Home News Economic Development Corporation Looks to Lure Newseum to Montgomery County

Economic Development Corporation Looks to Lure Newseum to Montgomery County

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Photo by Maria Bryk/Newseum.

Interest Grows After Newseum Announces Sale of D.C. Location

By: Francesco Berrett

SILVER SPRING, Md.– The Montgomery County Economic Development Corporation (MCEDC) is interested in bringing the Newseum to Montgomery County, according to Bethesda Magazine.

Charles Kauffman, a member of the Board of Directors of tourist organization Visit Montgomery, suggested the idea to MCEDC CEO David Petr in an email sent January 27, reported Bethesda Magazine. The message was sent two days after the Newseum announced that it was closing its D.C. doors.

“I am keenly aware that Montgomery County needs a major cultural attraction and I view the closing of the Newseum in DC as an ideal opportunity to acquire this asset,” wrote Kauffman. He also suggested organizing a committee that could explore possible locations within Montgomery County.

Petr confirmed that MCEDC is preparing a proposal to the Newseum, according to Bethesda Magazine.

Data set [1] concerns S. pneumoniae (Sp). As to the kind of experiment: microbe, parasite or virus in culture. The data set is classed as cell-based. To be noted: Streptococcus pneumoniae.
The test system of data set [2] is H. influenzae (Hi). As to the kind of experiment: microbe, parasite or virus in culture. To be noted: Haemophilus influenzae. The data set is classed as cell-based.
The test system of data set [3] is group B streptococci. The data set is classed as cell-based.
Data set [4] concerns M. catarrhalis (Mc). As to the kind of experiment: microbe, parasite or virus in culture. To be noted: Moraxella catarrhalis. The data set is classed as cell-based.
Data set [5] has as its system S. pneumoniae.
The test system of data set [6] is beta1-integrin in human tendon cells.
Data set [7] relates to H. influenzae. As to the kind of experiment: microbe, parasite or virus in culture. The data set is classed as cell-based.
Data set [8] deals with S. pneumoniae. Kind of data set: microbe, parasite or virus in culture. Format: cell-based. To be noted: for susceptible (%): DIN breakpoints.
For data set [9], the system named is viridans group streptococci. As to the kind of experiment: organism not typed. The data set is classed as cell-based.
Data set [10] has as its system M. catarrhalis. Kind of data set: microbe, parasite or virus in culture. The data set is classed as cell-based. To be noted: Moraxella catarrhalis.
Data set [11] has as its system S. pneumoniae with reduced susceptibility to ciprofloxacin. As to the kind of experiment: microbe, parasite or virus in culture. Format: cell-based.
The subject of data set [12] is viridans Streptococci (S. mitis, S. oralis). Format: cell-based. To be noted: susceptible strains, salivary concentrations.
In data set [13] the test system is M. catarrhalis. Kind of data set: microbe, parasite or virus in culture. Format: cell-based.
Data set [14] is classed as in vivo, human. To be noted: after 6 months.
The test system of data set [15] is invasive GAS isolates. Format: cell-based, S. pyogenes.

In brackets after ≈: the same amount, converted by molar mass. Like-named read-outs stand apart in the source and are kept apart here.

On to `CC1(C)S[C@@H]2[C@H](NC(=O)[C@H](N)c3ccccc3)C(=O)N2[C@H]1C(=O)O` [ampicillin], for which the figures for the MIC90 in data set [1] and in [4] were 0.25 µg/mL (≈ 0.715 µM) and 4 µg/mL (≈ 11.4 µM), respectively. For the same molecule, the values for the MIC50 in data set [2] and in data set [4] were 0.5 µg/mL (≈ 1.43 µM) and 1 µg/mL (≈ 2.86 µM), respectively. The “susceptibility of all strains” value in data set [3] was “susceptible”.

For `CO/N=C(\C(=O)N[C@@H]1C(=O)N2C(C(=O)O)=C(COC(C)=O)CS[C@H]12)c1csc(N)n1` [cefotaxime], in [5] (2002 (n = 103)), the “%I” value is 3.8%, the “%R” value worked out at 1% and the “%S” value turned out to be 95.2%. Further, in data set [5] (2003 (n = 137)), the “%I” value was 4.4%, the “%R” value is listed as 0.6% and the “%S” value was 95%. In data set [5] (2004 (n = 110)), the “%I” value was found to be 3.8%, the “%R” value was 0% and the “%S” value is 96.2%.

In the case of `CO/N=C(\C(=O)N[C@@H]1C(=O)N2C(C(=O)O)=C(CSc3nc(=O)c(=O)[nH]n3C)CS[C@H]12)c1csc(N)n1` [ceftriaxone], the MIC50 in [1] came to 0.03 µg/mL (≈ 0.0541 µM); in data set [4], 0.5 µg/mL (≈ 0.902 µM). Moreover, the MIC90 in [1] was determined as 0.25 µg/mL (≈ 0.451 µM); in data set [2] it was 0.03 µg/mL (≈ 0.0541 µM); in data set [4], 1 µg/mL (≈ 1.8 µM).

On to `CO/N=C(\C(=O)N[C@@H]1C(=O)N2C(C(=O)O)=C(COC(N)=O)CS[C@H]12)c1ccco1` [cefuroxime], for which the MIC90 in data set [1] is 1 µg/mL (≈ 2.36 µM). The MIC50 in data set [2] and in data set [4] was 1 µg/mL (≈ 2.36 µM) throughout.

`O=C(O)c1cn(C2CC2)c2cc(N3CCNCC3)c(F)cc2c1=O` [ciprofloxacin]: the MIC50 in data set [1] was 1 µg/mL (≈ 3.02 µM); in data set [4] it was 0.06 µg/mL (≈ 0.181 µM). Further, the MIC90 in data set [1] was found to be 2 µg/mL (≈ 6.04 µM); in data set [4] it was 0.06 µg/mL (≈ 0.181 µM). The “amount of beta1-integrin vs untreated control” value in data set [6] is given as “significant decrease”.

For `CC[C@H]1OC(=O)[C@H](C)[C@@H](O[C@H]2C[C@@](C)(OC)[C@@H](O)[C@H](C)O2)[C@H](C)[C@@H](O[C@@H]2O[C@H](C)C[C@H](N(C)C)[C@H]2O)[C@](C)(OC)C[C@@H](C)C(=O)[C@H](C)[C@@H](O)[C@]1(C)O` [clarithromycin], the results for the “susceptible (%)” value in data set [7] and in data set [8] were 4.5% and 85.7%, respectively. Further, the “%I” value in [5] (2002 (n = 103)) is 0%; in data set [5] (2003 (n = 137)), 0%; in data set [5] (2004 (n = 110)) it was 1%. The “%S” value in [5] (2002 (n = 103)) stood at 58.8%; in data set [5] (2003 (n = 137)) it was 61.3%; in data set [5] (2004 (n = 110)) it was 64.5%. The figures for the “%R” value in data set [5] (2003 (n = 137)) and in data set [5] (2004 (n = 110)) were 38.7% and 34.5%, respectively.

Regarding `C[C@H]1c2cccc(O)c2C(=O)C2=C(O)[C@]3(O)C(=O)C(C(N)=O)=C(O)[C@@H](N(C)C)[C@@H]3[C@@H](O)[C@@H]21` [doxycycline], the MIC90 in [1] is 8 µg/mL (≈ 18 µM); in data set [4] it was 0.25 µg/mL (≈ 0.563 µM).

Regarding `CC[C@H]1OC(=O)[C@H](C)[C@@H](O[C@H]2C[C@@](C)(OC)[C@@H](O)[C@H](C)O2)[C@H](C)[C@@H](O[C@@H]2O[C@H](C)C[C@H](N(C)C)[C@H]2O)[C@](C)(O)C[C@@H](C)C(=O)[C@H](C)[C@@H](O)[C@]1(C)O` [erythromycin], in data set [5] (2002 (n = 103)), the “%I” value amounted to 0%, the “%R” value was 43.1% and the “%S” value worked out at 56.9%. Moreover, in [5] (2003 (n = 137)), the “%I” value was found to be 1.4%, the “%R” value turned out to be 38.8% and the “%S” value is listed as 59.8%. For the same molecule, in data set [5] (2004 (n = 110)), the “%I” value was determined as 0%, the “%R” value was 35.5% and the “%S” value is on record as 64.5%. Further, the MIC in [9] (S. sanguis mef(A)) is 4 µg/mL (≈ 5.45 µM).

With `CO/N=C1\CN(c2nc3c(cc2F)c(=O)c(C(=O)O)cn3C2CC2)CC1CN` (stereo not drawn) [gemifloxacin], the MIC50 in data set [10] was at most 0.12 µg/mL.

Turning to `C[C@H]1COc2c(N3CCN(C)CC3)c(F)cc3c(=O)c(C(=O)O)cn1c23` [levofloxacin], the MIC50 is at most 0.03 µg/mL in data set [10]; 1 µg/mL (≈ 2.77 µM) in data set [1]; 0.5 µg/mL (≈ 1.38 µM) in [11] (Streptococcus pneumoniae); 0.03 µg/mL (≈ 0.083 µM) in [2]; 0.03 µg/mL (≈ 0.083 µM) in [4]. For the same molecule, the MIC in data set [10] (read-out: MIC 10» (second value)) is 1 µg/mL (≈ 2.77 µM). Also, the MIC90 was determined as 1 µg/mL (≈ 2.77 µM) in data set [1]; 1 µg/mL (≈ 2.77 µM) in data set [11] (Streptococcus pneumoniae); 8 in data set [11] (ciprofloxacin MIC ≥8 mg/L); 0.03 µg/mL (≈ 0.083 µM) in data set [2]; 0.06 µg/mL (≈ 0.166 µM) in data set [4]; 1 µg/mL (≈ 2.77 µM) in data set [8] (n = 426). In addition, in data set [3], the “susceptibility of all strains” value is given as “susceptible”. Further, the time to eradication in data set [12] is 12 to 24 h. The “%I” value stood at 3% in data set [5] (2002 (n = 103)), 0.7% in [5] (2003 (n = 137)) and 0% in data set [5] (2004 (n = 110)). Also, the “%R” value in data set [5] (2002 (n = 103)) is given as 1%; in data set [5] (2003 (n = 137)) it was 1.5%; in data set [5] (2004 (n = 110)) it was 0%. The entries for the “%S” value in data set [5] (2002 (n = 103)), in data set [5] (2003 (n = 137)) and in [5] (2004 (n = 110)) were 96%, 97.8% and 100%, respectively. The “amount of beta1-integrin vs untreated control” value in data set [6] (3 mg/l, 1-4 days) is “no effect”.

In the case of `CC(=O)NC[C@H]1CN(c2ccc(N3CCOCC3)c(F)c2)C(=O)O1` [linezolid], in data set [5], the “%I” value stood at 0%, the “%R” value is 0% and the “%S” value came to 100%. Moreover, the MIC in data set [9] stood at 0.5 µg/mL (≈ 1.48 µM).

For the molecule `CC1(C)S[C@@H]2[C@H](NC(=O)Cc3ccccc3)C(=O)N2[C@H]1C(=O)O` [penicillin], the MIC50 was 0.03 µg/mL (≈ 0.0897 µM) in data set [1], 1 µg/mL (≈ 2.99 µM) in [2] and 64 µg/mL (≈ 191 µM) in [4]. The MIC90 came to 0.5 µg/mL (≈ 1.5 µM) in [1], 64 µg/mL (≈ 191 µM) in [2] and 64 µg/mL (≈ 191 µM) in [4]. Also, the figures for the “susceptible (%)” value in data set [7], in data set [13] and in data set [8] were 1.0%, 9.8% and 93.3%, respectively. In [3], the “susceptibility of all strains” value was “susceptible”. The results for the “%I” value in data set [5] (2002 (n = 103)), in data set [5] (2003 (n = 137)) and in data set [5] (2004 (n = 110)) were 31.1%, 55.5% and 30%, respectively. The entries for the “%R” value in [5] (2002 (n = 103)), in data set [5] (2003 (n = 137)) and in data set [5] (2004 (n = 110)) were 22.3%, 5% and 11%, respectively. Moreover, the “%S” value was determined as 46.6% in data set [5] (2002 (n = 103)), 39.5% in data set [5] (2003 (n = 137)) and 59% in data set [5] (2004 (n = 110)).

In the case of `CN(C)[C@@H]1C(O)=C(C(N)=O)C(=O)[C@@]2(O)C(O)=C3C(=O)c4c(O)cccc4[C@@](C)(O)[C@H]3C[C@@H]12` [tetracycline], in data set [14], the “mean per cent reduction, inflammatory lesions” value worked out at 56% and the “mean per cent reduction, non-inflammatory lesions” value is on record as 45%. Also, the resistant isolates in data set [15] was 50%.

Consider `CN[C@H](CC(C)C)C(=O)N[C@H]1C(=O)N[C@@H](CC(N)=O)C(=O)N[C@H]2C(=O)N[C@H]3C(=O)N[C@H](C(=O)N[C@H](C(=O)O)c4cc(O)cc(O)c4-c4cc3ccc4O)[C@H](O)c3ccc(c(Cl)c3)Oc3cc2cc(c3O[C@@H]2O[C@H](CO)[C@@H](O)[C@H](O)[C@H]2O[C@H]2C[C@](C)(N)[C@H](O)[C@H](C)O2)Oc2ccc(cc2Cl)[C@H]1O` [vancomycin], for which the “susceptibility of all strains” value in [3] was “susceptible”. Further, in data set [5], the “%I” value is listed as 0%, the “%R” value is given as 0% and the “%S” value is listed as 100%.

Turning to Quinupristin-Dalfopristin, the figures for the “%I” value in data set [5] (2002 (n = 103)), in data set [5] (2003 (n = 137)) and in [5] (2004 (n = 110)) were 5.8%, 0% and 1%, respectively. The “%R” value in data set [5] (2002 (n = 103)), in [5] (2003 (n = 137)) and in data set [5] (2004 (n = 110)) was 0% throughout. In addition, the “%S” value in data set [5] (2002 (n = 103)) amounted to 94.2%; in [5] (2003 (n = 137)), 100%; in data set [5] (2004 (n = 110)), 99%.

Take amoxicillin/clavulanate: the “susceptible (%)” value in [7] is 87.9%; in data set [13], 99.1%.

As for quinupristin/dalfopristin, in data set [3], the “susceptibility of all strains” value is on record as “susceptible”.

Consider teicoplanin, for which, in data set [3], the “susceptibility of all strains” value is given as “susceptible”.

It’s unclear how this proposal fits into the stated goals of the MCEDC. Its strategic plan for 2019 described its “targeted industries” as biohealth, cybersecurity, financial services, advanced manufacturing and corporate and regional headquarters.

MCEDC’s interest comes after the Freedom Forum, the nonprofit organization that owns the Newseum, sold the building on the National Mall to Johns Hopkins for $372.5 million.

The Newseum’s D.C. location, just steps from the Capitol, cost over $600 million to build and spans over 400,000 square feet. It is the Newseum’s second location, the first being

“The sale comes at the conclusion of a 16-month strategic review, announced in August 2017, of the Freedom Forum’s funding priorities, including an assessment of the Newseum’s unsustainable operating costs,” according to a press release on the Newseum’s website.

Freedom Forum CEO Jan Neuharth released a statement about the closing, saying “we can begin to explore all options to find a new home in the Washington, D.C. area.”

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